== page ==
Some Ways of Hiding the Light
"You are the light of the world. A city on a hill cannot be hidden. Neither do people light a lamp and put it under a bowl. Instead they put it on its stand, and it gives light to everyone in the house. In the same way, let your light shine before men, that they may see your good deeds and praise your Father in Heaven!" Matthew 5:14-16
We are in this world to shine! Jesus told his disciples that they were the light of the world. He did not say that they were to carry lights, as one carries a lantern; he said they themselves should be lights.
He warned them also against HIDING their light — setting the lamp under a bed or under a bowl. He said the purpose of a lamp was to pour its light freely through the room! Every Christian life should be a light, shining to make the world a little brighter. Yet there are many people who allow their light to be hidden or obscured.
There is the covering of shyness which hinders the full shining of many lives. There are people who love Christ, but shrink from a public confession of him. Their feelings are too sacred to be revealed. No doubt there is a shyness of which we cannot speak. It is a proper enough reserve which shrinks from laying bare one's inner spiritual experiences. Still there is danger that shyness may hide or obscure the light of Christian confession. We should see that the lamp is set out on the stand of a sincere confession, where it will shine undimmed for all about us.
True Christian life is love. We are taught to be long-suffering, to be patient, to love our enemies, to forgive those who have done anything against us, that when reviled we should not revile again, and that we should put away malice, anger and clamor, and be sweet-spirited. But some people hide this light of love under the sinful coverings of resentfulness, unforgiveness, bitterness. They are touchy and take offence easily. They hold grudges. They are not thoughtful. They are quick-tempered, hasty in speech, lacking affectionateness and sympathy. They may have a heart of love — but it seems as if there were surrounding it something which prevents the outflow of the love. We should let the light shine out to bless the world.
Another of the coverings which obscure the light of Christian life is egotism, self-conceit. The Christian religion teaches us to be modest and humble in our demeanor. We are not to insist upon always having our own way, not to think that none but we know anything well or can do anything in the right way. Yet sometimes we find a man, a professed Christian man, so full of vanity that he considers no other one's opinion as of any account. He is upright, truthful, honorable, inflexible in his integrity — but the lamp of his good life is hidden under the bowl of an intolerable self-conceit. He treats other people and their suggestions almost with contempt. He is dictatorial and despotic, unable to co-operate in good work with others. Some magnificent men, with splendid powers, are rendered almost useless to their fellows by this offensive spirit. We should set the lamp of our life on a candlestick of self-forgetting humility.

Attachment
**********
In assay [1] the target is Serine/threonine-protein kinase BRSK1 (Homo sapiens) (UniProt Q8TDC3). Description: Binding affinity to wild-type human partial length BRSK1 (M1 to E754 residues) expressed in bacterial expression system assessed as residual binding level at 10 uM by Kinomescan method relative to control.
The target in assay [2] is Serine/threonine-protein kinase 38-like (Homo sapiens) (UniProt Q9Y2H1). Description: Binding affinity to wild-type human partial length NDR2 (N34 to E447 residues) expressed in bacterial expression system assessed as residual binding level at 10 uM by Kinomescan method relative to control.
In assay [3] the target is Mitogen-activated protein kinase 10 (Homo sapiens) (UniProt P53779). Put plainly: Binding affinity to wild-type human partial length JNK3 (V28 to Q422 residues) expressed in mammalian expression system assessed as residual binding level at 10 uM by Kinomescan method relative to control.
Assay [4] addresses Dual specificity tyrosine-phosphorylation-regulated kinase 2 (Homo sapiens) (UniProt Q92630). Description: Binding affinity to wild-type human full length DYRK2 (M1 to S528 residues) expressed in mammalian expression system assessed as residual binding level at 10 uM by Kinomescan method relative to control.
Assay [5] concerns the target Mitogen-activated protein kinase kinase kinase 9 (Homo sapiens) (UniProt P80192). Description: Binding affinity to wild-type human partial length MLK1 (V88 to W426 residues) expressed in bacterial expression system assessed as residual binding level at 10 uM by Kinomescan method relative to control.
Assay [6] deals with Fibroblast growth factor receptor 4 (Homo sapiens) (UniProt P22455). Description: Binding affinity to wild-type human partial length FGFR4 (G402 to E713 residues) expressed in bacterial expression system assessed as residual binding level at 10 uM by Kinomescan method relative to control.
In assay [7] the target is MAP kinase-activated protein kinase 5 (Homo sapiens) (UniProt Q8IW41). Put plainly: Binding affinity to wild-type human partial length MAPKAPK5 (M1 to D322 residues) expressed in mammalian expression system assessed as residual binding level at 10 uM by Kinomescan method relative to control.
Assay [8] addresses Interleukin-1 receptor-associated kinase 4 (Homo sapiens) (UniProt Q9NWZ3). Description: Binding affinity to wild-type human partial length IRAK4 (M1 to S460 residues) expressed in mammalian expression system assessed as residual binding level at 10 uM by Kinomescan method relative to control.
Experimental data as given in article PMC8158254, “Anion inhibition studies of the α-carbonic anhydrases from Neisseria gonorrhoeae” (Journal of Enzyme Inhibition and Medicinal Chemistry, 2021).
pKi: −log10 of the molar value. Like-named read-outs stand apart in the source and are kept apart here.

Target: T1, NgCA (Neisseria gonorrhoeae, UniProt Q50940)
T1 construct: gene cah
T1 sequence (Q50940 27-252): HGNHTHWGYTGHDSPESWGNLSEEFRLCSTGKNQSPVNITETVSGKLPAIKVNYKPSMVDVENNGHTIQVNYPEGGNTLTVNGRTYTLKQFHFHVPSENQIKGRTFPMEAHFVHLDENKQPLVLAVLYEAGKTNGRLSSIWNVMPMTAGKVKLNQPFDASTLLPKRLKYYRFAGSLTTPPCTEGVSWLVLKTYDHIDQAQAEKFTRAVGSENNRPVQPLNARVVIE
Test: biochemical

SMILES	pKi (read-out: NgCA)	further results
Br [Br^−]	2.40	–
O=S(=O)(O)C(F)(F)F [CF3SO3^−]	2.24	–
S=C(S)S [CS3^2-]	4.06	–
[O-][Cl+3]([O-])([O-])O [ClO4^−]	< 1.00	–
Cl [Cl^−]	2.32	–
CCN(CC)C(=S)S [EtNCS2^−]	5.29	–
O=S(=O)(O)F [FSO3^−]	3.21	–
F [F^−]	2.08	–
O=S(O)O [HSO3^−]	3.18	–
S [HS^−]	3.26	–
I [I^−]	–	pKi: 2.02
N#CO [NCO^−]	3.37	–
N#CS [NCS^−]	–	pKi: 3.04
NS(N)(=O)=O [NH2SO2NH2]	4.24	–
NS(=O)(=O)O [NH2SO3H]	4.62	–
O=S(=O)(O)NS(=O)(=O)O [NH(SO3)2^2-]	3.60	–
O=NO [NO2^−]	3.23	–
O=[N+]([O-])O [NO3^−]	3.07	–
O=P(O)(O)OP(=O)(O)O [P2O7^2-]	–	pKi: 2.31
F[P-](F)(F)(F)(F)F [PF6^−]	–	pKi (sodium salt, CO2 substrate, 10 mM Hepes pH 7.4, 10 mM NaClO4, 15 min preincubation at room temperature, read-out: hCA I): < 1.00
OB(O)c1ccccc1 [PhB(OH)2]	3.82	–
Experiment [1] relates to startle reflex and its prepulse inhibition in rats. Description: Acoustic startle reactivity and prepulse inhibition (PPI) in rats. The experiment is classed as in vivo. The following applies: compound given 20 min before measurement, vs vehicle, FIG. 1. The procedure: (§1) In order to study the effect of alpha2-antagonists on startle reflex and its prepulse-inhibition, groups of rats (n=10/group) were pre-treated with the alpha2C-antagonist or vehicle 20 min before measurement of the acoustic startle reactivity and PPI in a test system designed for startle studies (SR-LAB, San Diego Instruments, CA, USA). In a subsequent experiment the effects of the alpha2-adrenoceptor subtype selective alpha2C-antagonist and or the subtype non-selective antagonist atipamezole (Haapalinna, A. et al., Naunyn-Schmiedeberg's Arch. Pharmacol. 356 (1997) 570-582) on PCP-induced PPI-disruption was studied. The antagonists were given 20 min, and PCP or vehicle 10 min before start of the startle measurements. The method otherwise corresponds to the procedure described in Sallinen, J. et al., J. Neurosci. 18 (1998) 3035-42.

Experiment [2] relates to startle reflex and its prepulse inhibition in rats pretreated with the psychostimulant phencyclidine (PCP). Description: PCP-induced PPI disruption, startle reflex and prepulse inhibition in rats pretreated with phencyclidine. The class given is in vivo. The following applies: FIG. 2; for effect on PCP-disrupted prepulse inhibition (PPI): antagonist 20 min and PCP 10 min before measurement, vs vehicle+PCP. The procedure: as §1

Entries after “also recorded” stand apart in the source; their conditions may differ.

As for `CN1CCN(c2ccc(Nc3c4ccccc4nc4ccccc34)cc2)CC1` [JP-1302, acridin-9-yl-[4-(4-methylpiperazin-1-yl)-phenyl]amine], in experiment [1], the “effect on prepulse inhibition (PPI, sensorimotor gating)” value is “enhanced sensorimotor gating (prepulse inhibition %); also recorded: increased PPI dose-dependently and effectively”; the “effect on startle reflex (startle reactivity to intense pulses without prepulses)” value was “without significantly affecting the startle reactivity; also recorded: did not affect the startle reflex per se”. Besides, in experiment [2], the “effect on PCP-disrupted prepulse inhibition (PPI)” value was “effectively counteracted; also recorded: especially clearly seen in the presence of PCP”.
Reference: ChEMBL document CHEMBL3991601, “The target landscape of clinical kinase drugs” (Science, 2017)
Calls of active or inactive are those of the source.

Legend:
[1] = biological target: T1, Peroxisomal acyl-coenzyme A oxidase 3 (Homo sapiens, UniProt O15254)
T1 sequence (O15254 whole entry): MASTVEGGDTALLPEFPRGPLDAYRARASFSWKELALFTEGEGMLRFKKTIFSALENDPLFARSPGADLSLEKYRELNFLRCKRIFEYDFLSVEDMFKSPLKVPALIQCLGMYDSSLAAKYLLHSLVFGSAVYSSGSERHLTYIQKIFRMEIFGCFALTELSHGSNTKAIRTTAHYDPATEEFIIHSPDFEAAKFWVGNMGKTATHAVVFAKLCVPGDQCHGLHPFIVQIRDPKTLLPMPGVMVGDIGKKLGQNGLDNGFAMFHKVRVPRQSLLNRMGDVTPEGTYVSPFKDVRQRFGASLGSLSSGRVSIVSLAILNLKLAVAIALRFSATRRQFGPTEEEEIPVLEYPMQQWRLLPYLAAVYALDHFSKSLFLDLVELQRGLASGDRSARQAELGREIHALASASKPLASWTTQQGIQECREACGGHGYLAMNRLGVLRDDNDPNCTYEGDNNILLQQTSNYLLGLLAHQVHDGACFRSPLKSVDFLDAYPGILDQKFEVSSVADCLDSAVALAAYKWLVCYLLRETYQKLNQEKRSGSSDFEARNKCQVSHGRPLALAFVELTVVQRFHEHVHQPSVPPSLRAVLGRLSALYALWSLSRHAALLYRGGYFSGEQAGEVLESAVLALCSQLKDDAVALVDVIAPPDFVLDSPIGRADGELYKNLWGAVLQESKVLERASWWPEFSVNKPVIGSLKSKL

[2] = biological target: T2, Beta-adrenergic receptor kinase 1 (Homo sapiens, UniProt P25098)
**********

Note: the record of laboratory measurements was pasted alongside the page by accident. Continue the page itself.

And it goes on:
Another of the bowls which some Christians put over their lamp is a fretful, complaining habit. Light is clear and white. Christian life in its divine beauty is all brightness. Peace and joy are essential characteristics of it and they should be in the life of every Christian. But some people cover this white, pure light with the habit of discontent. How many of us have allowed the spirit of worry to creep into our lives! How many of us allow ourselves to murmur and to find fault with almost everything in our lot! Such habits dim the shining of the light that should ray out from our lives. Fretfulness spoils spiritual beauty. Anxiety hides the light of peace. If only we would strip off these unfit coverings and let the light of Christ in us shine out, it would add tenfold to our influence as Christians. Even in life's sorest trials, the light of the lamp burning within should shine out undimmed.
Another covering which obscures the light in too many lives is the lack of courtesy. We do not realize how much of life's influence depends upon manners. There are those who are true Christians, honest, loyal to truth, liberal in giving, useful men. Yet in their manners they are so ungentle that they mar, oft-times almost destroy, their influence for good.
We need to study the are of living as to its manner, that the beauty in us may not be obscured. We need to train ourselves to thoughtfulness, kindliness, sweet Christian courtesy and affectionateness in our bearing toward all. Our manners should be the interpretation of our Christian life. Perhaps we may say in excuse for lack of refined courtesy, that our heart is better than our manners; if so, how will people know that it is? If our manners are lacking in gentleness and sweetness, we are hiding our light under a bowl, and it is not shining out clearly to bless the world.
These are some of the coverings which too often obscure the light of Christian life. If these seem little things, mere faults of manner or expression, it should be remembered that far more than we are aware are our lives hurt in their influence by what we call little things. Those who see us and judge of our characters, cannot look into hearts to behold the bright light that is bur there under all its obscuring; they must judge us from what shines out. We must take care therefore, that nothing shall hide or dim the brightness of our lamp's shining. We must express ever in our disposition and our conduct, all our behavior and bearing, the peace that is in us, letting the Christ within shine out in undimmed radiance, if we would fitly honor our Lord.